Communion in a Crunch

Home Communion!

All items readily available at your local grocer, appearing on no one’s hoarding list.

Previously on Midlife Crisis Crossover: my wife Anne and I keep rolling with the punches as the Coronavirus saga continues and we’re forced to adjusting our boundaries and personal thresholds in the face of what I call “the interim normal“. Among several changes I neglected to mention in Chapter 1 or Chapter 2 was that our church moved to online services effective March 15th. Once boasting a membership over 2000 at its peak, and located squarely within the very first Indiana town to confirm a positive COVID-19 diagnosis once those started happening here, our church knew they couldn’t procrastinate taking action. Thankfully the IT infrastructure needed for such an undertaking was already in place. They’ve been recording and sharing sermons online for years — an audio-only stream back in primitive times, now with value-added video today.

Services in recent times had already been stripped down for a number of reasons. The online version captures the gist of the weekly worship we’ve become accustomed to lately. Our house band plays three songs. A staff member provides an intro, either before or after the band. Our lead pastor delivers the sermon. He digresses once or twice as new jokes pop into his head. Scripture is cited and a message is delivered. We pause for communion. The band returns to the stage for one more song. The congregation is dismissed and begin the usual bumper-cars ritual to see who can speed to Olive Garden or the nearest steakhouses first. Then, Lord willing, we ostensibly head out into the world as the hands and feet of Jesus.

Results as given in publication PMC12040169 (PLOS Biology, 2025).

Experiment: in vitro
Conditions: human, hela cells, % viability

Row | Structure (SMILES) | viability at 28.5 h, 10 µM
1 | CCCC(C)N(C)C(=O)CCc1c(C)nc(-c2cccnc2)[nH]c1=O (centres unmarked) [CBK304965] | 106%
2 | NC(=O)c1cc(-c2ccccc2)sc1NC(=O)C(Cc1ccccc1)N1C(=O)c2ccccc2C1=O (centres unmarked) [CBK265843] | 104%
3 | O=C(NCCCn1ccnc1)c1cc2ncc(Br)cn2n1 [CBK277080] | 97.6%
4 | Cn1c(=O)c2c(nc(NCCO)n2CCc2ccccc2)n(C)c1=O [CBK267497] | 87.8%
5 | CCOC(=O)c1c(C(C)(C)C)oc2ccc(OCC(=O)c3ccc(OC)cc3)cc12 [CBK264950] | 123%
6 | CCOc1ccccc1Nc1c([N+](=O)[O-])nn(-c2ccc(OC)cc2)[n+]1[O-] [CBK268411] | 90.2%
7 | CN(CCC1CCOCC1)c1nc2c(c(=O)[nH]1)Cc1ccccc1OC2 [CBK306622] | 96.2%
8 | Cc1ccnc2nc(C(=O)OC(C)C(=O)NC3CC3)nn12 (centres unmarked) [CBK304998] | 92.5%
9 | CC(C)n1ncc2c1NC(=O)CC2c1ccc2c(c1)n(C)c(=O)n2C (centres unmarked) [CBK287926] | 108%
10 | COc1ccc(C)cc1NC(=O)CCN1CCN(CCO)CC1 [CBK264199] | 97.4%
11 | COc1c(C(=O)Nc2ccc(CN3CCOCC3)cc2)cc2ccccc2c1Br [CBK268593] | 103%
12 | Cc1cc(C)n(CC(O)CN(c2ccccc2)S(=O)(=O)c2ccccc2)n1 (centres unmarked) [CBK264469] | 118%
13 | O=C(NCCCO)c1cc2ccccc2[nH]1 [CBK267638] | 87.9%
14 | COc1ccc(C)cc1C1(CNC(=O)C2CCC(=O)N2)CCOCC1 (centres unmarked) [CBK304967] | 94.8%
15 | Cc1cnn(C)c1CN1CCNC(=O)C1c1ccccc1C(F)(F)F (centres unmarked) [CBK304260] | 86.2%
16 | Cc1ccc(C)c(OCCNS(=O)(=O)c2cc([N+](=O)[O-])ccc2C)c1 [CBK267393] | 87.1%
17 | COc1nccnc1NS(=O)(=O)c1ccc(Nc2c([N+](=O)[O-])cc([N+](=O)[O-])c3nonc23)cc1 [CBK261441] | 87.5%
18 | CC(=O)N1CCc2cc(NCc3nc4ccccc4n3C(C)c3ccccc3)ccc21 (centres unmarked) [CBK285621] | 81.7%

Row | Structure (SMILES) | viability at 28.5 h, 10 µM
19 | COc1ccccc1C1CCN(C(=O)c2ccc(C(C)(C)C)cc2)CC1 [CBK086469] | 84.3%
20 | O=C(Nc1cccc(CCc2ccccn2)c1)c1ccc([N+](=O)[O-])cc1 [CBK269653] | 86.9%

The church can provide much of that routine via magical internet science, but not all of it. Any and all restaurant racing is on our own recognizance, and any traffic violations committed in the name of Texas Roadhouse are on us. And then there’s communion. Even in ordinary times, volunteers deliver communion to the elderly and other shut-ins each, but obviously aren’t expected to expand their Doordash-style delivery to every church member or would-be visitor. For that standard part of the Christian service, it’s BYOBB (Bring Your Own Bread and Beverage).

Last Sunday and earlier today, Anne served ours as pictured above. One Whole Wheat Ritz cracker for each of us. One dollop of juice for each of us — cranberry for her, diet grape for me — served in li’l souvenir jars we got from Fantastic Food Fest 2016. At the time, we couldn’t think of a practical use for such tiny jars, but they were too cute to toss out. At long last their true purpose has been revealed in accordance with God’s timing.

For anyone curious, this week’s service is linked below. Our pastor shelved the sermon series which had been ongoing until events steered worldwide everyday life a bit off the rails, and instead this week spoke on what happens when we’re faced with terrors beyond our mortal capacity for coping, and on the triumph of God’s perfect love over earthly fear. In no way whatsoever does that translate into “Sure, go to bars, do spring break, go wild!” It means facing the trials and tribulations set before us with wisdom and courage, secure in the knowledge that we’re not facing them alone. No matter what kind of crackers or juice we’re devoutly snacking on in His name. No matter where the church is nibbling.

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